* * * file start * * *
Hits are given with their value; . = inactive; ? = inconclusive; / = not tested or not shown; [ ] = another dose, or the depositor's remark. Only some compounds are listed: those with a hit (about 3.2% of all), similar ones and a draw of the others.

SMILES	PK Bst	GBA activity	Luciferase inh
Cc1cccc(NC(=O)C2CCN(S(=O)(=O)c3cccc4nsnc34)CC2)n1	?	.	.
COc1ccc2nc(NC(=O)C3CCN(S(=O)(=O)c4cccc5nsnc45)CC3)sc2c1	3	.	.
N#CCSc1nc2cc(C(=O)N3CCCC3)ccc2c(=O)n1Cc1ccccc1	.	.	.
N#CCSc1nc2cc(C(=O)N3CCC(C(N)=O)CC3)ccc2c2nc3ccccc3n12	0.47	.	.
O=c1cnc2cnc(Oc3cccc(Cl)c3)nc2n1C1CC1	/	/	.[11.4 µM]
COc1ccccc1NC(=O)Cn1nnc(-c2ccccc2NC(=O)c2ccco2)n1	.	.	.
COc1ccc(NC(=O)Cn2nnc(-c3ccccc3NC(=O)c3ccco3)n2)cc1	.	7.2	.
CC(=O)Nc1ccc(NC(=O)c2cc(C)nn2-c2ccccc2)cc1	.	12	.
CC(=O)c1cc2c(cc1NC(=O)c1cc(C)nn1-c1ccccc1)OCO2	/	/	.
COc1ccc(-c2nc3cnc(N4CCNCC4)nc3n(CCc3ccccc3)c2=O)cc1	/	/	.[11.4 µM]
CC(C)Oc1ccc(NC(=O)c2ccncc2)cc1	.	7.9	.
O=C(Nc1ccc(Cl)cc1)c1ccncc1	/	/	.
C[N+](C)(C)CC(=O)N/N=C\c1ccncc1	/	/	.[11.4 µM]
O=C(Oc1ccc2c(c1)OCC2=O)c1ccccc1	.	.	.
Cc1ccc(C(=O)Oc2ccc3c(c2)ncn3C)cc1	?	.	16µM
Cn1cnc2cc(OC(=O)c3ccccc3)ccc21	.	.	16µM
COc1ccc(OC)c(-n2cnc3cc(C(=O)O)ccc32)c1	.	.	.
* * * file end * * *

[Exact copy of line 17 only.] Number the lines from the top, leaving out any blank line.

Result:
Cc1ccc(C(=O)Oc2ccc3c(c2)ncn3C)cc1	?	.	16µM